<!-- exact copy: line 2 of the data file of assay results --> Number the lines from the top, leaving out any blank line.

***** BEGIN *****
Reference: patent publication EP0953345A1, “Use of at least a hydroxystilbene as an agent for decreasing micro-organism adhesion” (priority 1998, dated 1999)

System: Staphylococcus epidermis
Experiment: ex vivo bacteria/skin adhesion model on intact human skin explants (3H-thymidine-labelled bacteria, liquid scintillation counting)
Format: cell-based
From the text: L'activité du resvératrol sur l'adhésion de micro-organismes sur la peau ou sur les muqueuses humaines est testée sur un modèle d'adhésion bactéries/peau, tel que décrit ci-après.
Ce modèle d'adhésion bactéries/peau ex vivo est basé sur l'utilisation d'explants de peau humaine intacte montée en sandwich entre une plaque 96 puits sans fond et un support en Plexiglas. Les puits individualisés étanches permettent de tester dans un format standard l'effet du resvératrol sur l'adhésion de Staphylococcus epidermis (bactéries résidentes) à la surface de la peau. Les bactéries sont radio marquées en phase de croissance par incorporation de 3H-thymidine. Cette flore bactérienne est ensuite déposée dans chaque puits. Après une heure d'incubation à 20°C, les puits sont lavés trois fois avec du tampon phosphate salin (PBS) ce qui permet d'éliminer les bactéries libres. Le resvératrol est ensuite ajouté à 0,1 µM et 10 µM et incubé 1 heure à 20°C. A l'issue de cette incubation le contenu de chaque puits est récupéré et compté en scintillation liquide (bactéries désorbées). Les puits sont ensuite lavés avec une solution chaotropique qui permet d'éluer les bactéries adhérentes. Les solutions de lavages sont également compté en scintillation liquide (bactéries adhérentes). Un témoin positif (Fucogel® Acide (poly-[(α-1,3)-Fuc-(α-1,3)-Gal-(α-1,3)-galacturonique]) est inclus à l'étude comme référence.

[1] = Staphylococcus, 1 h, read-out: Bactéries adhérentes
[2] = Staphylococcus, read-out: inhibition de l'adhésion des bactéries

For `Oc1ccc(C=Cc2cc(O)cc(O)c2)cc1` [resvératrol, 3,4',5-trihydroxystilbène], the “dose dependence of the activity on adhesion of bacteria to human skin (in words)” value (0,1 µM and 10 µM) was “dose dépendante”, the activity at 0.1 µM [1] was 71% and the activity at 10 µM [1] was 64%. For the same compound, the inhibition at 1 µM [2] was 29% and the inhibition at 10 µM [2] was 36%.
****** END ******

System: Staphylococcus epidermis